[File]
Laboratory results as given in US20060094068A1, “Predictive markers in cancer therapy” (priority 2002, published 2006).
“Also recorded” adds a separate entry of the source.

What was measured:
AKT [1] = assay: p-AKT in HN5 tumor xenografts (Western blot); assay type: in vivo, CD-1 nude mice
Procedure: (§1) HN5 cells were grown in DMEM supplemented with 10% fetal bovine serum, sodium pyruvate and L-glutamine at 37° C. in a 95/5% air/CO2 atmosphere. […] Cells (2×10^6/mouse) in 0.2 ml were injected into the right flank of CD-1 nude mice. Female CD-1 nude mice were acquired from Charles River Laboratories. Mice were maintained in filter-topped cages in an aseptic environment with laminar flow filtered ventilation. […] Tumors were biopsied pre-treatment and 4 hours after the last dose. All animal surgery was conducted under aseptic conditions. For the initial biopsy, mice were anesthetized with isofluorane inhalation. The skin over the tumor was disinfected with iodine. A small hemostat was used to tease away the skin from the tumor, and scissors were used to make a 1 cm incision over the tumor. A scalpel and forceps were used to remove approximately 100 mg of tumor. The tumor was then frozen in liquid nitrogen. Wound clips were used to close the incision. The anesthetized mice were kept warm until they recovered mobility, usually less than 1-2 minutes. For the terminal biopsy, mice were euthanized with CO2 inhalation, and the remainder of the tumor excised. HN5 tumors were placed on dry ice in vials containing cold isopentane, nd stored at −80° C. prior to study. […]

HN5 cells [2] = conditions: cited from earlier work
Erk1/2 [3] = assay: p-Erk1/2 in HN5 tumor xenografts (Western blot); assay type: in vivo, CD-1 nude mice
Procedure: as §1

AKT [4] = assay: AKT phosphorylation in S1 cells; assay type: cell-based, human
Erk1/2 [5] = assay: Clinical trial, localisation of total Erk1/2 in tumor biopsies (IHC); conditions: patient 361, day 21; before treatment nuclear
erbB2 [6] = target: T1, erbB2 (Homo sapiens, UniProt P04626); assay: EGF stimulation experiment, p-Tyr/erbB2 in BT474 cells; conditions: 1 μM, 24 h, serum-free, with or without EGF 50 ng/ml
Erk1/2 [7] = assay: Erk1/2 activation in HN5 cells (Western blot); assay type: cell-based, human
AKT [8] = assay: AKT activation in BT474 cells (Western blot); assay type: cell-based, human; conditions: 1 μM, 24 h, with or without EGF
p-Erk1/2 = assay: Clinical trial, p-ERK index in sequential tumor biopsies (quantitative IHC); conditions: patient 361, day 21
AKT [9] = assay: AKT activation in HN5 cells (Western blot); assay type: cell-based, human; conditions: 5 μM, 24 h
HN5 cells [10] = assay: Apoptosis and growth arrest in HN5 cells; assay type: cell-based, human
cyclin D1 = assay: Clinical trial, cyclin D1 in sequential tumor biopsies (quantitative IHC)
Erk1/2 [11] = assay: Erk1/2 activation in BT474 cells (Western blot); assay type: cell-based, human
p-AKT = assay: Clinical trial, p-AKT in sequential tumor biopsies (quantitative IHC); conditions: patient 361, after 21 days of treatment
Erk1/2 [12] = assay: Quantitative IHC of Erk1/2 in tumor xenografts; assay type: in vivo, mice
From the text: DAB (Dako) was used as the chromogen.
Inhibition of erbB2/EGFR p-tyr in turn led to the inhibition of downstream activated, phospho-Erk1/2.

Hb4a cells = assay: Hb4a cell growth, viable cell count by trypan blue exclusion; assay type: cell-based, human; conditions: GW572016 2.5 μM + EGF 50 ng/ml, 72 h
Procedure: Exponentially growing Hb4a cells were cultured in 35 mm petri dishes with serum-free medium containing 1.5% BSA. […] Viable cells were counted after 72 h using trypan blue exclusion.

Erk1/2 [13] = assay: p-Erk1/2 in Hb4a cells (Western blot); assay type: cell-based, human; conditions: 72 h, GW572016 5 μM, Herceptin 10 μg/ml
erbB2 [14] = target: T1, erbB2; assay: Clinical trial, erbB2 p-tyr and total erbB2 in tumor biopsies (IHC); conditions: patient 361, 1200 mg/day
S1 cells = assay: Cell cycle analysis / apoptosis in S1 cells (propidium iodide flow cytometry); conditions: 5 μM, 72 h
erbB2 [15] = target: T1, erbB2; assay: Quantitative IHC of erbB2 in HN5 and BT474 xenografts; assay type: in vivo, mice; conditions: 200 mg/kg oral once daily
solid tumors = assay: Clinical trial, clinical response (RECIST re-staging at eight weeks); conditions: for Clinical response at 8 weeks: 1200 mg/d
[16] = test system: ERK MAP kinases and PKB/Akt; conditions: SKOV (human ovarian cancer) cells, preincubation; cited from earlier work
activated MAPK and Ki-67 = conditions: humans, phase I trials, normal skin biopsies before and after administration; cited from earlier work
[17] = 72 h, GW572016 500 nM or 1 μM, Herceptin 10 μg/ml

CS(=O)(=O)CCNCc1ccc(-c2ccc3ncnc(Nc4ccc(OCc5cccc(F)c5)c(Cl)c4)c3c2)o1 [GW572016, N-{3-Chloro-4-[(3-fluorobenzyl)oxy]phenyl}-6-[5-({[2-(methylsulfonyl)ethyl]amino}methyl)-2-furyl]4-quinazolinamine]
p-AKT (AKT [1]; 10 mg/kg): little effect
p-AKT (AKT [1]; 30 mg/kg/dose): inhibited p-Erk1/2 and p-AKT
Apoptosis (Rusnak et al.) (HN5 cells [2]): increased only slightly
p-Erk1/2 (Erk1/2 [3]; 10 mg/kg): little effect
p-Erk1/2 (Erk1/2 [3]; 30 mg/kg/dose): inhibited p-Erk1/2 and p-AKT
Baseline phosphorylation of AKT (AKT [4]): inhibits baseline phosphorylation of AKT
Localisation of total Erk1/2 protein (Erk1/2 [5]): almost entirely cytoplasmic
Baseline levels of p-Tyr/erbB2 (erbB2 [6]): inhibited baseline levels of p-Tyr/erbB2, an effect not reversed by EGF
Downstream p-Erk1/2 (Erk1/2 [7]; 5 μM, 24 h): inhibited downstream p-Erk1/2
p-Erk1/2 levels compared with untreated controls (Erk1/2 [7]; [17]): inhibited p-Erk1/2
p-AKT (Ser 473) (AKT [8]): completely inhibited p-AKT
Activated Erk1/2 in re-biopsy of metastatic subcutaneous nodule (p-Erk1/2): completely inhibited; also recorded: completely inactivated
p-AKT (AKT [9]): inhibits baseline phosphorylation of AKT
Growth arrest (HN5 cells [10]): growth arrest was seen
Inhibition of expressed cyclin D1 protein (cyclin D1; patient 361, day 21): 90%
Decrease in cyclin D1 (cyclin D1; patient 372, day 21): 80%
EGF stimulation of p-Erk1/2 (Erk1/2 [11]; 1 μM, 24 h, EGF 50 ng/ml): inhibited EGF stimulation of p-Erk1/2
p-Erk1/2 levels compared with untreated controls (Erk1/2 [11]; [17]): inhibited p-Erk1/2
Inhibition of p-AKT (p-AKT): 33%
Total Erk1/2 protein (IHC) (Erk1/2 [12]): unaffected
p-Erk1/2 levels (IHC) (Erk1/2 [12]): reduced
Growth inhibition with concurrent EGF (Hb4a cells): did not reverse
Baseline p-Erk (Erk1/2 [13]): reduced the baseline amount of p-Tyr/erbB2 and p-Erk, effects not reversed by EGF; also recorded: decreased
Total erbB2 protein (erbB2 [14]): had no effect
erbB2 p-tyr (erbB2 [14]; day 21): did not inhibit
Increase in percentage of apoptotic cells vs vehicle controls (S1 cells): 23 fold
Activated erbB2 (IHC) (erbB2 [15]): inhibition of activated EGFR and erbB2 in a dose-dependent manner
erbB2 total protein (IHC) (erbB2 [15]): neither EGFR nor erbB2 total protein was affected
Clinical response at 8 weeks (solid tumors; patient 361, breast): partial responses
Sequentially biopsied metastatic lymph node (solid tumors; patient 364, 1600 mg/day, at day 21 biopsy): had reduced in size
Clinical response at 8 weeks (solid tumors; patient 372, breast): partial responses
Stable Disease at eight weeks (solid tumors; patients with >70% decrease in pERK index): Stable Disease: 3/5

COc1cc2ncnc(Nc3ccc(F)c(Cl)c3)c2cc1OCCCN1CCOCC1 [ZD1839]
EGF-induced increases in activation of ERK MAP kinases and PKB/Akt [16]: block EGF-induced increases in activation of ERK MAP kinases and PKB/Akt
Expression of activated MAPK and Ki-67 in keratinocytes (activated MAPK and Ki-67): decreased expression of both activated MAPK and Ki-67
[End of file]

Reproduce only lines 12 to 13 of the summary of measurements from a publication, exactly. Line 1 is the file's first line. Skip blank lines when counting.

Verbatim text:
Erk1/2 [7] = assay: Erk1/2 activation in HN5 cells (Western blot); assay type: cell-based, human
AKT [8] = assay: AKT activation in BT474 cells (Western blot); assay type: cell-based, human; conditions: 1 μM, 24 h, with or without EGF